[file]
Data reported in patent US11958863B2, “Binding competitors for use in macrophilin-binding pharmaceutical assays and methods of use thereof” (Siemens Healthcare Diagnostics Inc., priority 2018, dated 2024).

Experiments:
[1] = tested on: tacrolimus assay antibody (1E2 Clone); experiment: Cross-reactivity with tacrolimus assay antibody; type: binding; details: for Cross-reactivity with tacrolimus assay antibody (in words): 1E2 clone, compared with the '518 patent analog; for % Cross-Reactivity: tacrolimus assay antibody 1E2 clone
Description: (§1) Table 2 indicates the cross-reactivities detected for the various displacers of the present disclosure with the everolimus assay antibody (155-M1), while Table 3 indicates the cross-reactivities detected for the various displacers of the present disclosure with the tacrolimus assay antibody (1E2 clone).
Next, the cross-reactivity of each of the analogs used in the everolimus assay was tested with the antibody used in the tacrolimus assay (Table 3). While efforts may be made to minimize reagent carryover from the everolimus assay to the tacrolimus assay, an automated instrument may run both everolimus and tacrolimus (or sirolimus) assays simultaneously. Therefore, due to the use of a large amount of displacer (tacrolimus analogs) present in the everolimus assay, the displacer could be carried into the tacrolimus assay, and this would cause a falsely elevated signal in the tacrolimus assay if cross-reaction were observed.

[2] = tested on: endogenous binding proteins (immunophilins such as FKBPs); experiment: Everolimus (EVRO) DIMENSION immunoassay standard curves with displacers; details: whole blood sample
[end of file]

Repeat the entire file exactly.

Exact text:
Data reported in patent US11958863B2, “Binding competitors for use in macrophilin-binding pharmaceutical assays and methods of use thereof” (Siemens Healthcare Diagnostics Inc., priority 2018, dated 2024).

Experiments:
[1] = tested on: tacrolimus assay antibody (1E2 Clone); experiment: Cross-reactivity with tacrolimus assay antibody; type: binding; details: for Cross-reactivity with tacrolimus assay antibody (in words): 1E2 clone, compared with the '518 patent analog; for % Cross-Reactivity: tacrolimus assay antibody 1E2 clone
Description: (§1) Table 2 indicates the cross-reactivities detected for the various displacers of the present disclosure with the everolimus assay antibody (155-M1), while Table 3 indicates the cross-reactivities detected for the various displacers of the present disclosure with the tacrolimus assay antibody (1E2 clone).
Next, the cross-reactivity of each of the analogs used in the everolimus assay was tested with the antibody used in the tacrolimus assay (Table 3). While efforts may be made to minimize reagent carryover from the everolimus assay to the tacrolimus assay, an automated instrument may run both everolimus and tacrolimus (or sirolimus) assays simultaneously. Therefore, due to the use of a large amount of displacer (tacrolimus analogs) present in the everolimus assay, the displacer could be carried into the tacrolimus assay, and this would cause a falsely elevated signal in the tacrolimus assay if cross-reaction were observed.

[2] = tested on: endogenous binding proteins (immunophilins such as FKBPs); experiment: Everolimus (EVRO) DIMENSION immunoassay standard curves with displacers; details: whole blood sample